MU professors develop new technique for food contaminant detection
The new biosensor technology has the potential to improve the accuracy and time-span of food safety tests.
Sep. 10, 2019
With outbreaks of foodborne illnesses regularly making the news, some MU professors saw a market for a more accurate and time-efficient device to detect contamination in food. For this reason, they developed a biosensor they believe will have a major impact on the food industry.
Shuping Zhang, director of the Veterinary Medical Diagnostic Laboratory within the College of Veterinary Medicine, said that the primary motivation of the biosensor project was to significantly reduce the potential for contaminated food to make it to market.
“Our device will help control and verify that food products are safe for consumers to eat and hopefully decrease the amount of food recalls that happen,” Zhang said to the MU News Bureau.
According to the Centers for Disease Control and Prevention, roughly 48 million people suffer from foodborne illnesses annually in the United States. Mahmoud Almasri, an associate professor in the College of Engineering who helped develop the new technology, believes their device can achieve the goal of reducing that number.
“Most foodborne disease outbreaks can be prevented if the contaminating bacteria are detected before food products [are] being released to market,” Almasri said.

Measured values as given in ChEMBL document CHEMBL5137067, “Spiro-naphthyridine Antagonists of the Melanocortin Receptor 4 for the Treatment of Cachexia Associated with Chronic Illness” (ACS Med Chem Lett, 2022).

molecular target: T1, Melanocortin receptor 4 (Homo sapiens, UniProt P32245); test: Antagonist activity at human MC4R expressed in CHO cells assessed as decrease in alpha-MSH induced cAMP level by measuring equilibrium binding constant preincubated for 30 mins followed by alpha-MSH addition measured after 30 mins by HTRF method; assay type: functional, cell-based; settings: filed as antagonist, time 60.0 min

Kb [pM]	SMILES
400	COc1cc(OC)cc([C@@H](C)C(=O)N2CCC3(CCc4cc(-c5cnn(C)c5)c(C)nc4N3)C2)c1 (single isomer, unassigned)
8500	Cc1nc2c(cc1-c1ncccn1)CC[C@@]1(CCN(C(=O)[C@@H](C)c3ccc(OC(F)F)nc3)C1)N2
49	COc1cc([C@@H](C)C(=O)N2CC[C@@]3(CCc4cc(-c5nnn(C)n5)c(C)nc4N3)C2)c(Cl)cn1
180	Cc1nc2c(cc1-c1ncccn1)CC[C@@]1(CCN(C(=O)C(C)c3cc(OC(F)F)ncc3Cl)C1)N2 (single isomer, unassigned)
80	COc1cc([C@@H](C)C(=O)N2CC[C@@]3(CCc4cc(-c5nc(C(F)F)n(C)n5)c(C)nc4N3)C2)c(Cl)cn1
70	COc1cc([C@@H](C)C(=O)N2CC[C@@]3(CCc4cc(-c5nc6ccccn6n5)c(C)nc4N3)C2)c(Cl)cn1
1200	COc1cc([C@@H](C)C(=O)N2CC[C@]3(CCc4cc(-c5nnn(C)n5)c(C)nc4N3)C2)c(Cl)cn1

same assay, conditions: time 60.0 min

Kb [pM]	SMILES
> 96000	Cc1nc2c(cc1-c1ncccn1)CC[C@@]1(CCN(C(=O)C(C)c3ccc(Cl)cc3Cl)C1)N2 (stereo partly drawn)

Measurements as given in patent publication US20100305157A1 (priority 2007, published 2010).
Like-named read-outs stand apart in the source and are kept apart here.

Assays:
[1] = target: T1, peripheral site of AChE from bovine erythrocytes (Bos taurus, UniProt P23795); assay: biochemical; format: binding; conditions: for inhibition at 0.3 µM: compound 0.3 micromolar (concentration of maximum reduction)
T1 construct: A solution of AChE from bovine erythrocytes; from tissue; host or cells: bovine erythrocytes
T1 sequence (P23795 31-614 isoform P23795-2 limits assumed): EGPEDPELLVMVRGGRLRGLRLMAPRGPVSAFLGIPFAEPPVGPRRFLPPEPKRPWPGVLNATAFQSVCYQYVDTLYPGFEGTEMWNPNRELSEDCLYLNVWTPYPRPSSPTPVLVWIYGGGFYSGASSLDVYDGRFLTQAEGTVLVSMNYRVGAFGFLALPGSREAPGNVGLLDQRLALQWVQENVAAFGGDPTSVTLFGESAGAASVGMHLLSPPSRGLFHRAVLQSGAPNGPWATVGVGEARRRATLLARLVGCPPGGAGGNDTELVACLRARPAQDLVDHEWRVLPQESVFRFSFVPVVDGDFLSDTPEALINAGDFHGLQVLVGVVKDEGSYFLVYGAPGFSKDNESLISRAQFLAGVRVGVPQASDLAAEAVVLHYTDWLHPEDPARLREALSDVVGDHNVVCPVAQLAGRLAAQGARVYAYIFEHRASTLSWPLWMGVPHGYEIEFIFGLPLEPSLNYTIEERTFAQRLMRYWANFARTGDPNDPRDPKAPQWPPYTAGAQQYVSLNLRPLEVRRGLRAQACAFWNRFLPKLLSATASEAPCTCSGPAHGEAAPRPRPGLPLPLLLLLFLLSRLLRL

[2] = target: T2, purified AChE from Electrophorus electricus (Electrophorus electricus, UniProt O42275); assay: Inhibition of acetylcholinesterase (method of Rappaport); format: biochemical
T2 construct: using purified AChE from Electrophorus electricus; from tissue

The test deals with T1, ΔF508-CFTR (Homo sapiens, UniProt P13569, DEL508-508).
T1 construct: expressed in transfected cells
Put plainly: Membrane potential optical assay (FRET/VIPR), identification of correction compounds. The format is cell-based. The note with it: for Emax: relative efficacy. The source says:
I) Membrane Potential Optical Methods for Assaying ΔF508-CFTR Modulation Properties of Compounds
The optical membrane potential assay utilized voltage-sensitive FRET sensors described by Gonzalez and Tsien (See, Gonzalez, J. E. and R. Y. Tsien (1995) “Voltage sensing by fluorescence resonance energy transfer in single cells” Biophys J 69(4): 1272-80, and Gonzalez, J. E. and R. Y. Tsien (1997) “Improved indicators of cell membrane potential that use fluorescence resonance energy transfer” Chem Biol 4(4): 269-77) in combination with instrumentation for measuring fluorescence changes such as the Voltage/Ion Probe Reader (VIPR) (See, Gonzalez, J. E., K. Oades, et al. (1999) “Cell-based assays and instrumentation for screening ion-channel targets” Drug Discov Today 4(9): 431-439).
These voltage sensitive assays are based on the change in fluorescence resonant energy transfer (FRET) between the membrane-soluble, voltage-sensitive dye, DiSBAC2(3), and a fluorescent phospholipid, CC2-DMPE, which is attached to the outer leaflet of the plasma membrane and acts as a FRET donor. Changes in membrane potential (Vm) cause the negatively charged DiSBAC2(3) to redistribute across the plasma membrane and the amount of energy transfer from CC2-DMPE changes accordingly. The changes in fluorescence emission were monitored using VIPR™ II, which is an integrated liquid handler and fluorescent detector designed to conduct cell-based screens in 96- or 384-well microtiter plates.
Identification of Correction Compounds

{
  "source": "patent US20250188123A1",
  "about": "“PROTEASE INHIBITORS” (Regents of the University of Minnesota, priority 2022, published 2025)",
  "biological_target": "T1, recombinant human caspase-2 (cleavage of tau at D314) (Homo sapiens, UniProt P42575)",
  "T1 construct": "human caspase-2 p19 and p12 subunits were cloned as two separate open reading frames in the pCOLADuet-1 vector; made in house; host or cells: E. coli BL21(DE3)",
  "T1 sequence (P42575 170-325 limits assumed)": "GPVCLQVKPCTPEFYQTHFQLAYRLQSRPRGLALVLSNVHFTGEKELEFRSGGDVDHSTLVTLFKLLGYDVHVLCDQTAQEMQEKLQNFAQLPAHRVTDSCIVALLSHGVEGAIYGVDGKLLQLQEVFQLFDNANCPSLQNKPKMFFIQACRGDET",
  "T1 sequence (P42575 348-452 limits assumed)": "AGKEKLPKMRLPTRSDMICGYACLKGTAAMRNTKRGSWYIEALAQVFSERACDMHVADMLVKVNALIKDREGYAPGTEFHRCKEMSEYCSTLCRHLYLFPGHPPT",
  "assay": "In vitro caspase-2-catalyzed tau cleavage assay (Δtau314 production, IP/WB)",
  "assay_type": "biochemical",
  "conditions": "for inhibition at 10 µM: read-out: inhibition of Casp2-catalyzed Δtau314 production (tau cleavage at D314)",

The new method differs greatly from those that are widely used today such as DNA testing.
“The biosensor uses a specific fluid that is mixed with the food to detect the presence of bacteria, such as salmonella, along a food production line in both raw and ready-to-eat food,” Almasri said.
Technology currently used to detect food pathogens and contaminants is accurate, says Almasri, but it takes far more time than the biosensor method would.
“Current tests used to determine positive cases of salmonella — for instance culturing samples and extracting DNA to detect pathogens — are accurate but may take anywhere from one to five days to produce results,” Almasri said.
This time factor is critical to efficient and effective detection of contaminants because a process that takes multiple days will cost more money and will likely involve multiple people overseeing it throughout the process due to the length of workers' shifts,” Almasri said.
“This inspired us to design a highly sensitive device that can simultaneously detect multiple types of bad bacteria in a few hours,” Almasri said. “The novel design helps to speed up the detection process and keep the testing cost low.”
Now that the product has been proven in lab tests, Almasri and Zhang hope to see it implemented outside of the lab to the wider food safety industry.
“Our plan is to commercialize this highly sensitive, portable, low cost, easy-to-use system,” Almasri said. “We feel such a device or system will satisfy the large poultry processing plants.”
Almasri sees application not only in the raw poultry plants themselves, but also in operations that produce ready-to-eat poultry meals.
“In raw poultry, our device can be used for process control in the food production line at multiple locations to tell the concentration in raw poultry and obtain results within one hour instead of waiting a day or two,” he said. “For ready-to-eat poultry, our device can be used to test the final product and do complete testing within a typical production plant shift.”
Almasri said the team expects the biosensor to be commercially available within three to four years.
Edited by Laura Evans | firstname.lastname@example.org